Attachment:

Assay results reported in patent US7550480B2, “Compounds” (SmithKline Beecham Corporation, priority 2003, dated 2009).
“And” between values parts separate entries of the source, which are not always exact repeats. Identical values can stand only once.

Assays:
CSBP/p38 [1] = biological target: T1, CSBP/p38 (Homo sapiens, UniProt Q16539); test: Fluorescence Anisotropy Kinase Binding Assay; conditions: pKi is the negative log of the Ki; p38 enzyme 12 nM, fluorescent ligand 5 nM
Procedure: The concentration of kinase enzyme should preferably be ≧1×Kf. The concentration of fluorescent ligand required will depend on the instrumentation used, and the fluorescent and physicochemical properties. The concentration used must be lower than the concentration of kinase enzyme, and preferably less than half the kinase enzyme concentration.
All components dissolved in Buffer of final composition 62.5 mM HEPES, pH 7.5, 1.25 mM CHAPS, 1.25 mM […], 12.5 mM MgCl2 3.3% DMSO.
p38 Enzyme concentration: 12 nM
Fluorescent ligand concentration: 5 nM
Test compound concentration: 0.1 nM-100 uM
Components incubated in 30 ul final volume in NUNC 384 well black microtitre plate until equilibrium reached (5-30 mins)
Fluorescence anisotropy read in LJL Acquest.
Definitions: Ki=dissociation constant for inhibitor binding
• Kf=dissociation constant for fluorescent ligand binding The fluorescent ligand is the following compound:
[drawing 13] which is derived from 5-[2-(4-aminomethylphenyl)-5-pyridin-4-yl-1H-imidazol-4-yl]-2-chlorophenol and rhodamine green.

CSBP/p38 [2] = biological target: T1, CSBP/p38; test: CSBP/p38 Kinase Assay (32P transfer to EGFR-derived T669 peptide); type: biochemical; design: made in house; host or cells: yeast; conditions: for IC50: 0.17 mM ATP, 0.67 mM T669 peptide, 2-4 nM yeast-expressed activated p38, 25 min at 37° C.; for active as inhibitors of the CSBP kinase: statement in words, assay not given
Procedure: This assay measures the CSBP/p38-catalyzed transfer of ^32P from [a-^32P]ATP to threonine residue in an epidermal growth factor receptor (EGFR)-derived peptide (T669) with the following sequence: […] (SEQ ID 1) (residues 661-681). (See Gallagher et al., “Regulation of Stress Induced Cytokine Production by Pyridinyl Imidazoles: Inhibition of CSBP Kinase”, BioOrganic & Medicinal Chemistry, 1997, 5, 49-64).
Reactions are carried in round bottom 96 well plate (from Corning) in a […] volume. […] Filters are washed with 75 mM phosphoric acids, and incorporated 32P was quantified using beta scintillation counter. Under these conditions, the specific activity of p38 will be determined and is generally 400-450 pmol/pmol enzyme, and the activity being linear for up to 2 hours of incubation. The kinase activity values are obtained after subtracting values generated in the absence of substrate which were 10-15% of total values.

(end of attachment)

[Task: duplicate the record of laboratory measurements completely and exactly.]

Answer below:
Assay results reported in patent US7550480B2, “Compounds” (SmithKline Beecham Corporation, priority 2003, dated 2009).
“And” between values parts separate entries of the source, which are not always exact repeats. Identical values can stand only once.

Assays:
CSBP/p38 [1] = biological target: T1, CSBP/p38 (Homo sapiens, UniProt Q16539); test: Fluorescence Anisotropy Kinase Binding Assay; conditions: pKi is the negative log of the Ki; p38 enzyme 12 nM, fluorescent ligand 5 nM
Procedure: The concentration of kinase enzyme should preferably be ≧1×Kf. The concentration of fluorescent ligand required will depend on the instrumentation used, and the fluorescent and physicochemical properties. The concentration used must be lower than the concentration of kinase enzyme, and preferably less than half the kinase enzyme concentration.
All components dissolved in Buffer of final composition 62.5 mM HEPES, pH 7.5, 1.25 mM CHAPS, 1.25 mM […], 12.5 mM MgCl2 3.3% DMSO.
p38 Enzyme concentration: 12 nM
Fluorescent ligand concentration: 5 nM
Test compound concentration: 0.1 nM-100 uM
Components incubated in 30 ul final volume in NUNC 384 well black microtitre plate until equilibrium reached (5-30 mins)
Fluorescence anisotropy read in LJL Acquest.
Definitions: Ki=dissociation constant for inhibitor binding
• Kf=dissociation constant for fluorescent ligand binding The fluorescent ligand is the following compound:
[drawing 13] which is derived from 5-[2-(4-aminomethylphenyl)-5-pyridin-4-yl-1H-imidazol-4-yl]-2-chlorophenol and rhodamine green.

CSBP/p38 [2] = biological target: T1, CSBP/p38; test: CSBP/p38 Kinase Assay (32P transfer to EGFR-derived T669 peptide); type: biochemical; design: made in house; host or cells: yeast; conditions: for IC50: 0.17 mM ATP, 0.67 mM T669 peptide, 2-4 nM yeast-expressed activated p38, 25 min at 37° C.; for active as inhibitors of the CSBP kinase: statement in words, assay not given
Procedure: This assay measures the CSBP/p38-catalyzed transfer of ^32P from [a-^32P]ATP to threonine residue in an epidermal growth factor receptor (EGFR)-derived peptide (T669) with the following sequence: […] (SEQ ID 1) (residues 661-681). (See Gallagher et al., “Regulation of Stress Induced Cytokine Production by Pyridinyl Imidazoles: Inhibition of CSBP Kinase”, BioOrganic & Medicinal Chemistry, 1997, 5, 49-64).
Reactions are carried in round bottom 96 well plate (from Corning) in a […] volume. […] Filters are washed with 75 mM phosphoric acids, and incorporated 32P was quantified using beta scintillation counter. Under these conditions, the specific activity of p38 will be determined and is generally 400-450 pmol/pmol enzyme, and the activity being linear for up to 2 hours of incubation. The kinase activity values are obtained after subtracting values generated in the absence of substrate which were 10-15% of total values.